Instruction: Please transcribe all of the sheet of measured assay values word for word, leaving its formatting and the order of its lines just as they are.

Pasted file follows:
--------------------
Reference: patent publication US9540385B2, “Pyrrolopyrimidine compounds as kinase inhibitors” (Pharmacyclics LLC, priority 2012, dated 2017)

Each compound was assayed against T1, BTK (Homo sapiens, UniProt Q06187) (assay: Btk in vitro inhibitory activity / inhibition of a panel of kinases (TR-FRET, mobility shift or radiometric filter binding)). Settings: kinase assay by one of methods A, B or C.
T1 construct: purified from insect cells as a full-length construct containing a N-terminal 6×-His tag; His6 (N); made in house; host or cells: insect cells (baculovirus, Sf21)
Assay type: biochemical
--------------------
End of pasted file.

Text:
Reference: patent publication US9540385B2, “Pyrrolopyrimidine compounds as kinase inhibitors” (Pharmacyclics LLC, priority 2012, dated 2017)

Each compound was assayed against T1, BTK (Homo sapiens, UniProt Q06187) (assay: Btk in vitro inhibitory activity / inhibition of a panel of kinases (TR-FRET, mobility shift or radiometric filter binding)). Settings: kinase assay by one of methods A, B or C.
T1 construct: purified from insect cells as a full-length construct containing a N-terminal 6×-His tag; His6 (N); made in house; host or cells: insect cells (baculovirus, Sf21)
Assay type: biochemical